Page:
The letter references meetings with Horry County officials and Carolina Forest representatives. The first of the two meetings with Horry County was reported as “positive” by both parties. The second, however, was reported to have ended “very badly”. According to County Chairman Lazarus, “their requests now included taller fences, tunnels, an electronic detection device and re-writing the approved mitigation plan to include $1.6 million for a nature conservancy”. The meeting with Carolina Forest representatives is incorrect – it was with Highway 90 corridor residents of which I was one. A post meeting email from me to Nancy Cave and Dana Beach reads in part “At the conclusion of the meeting, it was obvious to us that our very real public safety concerns were of no concern to the Coastal Conservation League or the SC Wildlife Federation. We base our conclusion on the fact that, with the exception of withdrawing the need for an electronic animal detection system and adding a limitation on the number of curb cuts along the roadway as an additional term, your terms for withdrawing your International Drive appeal were no different going into the meeting than walking out of the meeting. All that while continuing to hedge on the location of the wetlands mitigation properties”.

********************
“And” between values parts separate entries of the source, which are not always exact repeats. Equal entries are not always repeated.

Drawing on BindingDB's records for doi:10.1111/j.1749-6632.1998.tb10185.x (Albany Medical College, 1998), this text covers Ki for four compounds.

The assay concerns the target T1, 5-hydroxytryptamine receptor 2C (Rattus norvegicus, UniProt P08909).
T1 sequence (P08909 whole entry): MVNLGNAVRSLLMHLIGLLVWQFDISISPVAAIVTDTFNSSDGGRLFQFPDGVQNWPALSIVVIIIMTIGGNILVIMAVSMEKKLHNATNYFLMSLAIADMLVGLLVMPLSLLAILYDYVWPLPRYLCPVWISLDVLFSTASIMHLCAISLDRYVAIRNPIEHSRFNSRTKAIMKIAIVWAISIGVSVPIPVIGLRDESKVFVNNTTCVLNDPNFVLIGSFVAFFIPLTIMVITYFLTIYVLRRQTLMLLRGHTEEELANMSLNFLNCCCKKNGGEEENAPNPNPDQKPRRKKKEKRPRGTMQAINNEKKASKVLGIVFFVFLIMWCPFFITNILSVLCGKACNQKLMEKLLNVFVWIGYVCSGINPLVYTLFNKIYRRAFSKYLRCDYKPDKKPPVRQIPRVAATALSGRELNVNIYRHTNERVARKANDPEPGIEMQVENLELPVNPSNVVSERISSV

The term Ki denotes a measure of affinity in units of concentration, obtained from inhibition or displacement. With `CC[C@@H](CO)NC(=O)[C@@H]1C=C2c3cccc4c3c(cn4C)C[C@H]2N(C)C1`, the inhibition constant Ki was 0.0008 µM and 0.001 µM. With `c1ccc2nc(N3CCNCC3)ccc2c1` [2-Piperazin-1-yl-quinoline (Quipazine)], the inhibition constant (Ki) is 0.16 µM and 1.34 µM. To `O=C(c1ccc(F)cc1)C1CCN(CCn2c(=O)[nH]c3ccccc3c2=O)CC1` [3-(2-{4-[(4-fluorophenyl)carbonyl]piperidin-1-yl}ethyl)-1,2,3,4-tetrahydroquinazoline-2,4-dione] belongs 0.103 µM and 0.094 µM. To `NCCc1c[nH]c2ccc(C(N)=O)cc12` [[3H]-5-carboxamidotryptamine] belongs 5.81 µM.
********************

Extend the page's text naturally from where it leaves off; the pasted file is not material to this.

The letter claims that the record of car/bear collisions on highways surrounding Lewis Ocean Bay should send a strong signal that wildlife passageways, bear tunnels, are necessary and the proposed 45 mph speed limit is inadequate. Law Court: “Petitioners failed to adequately establish either the effectiveness of such tunnels or, more importantly, that the currently proposed protections – i.e., speed limits and highway fencing – would fail to provide the same or similar protections. On the contrary, there was evidence that the tunnels may be ineffective and that the high fencing necessary to direct bears to the tunnels may itself cause fatal bear strikes by trapping the animals on the roadway”. “In fact, there is bridging under Highway 22 which creates crossings that bears could use rather than climbing up the embankment and crossing that roadway. Highway 22 nevertheless has the second highest number of bear kills by vehicle collisions in Horry County. The evidence ultimately reflected that “bears will go where they want to go” and may not use passageways at all and specifically, if they are too long. Thus, bears might choose not to use similar tunnels if they were placed under International Drive. Indeed, Petitioners’ bear expert rated the chances of the success of the bear tunnels perhaps as low as 20%”. “Petitioners’ own expert witness agreed that a lower speed limit of 45 mph on International Drive would allow motorists to avoid hitting black bears in many, if not most, cases”.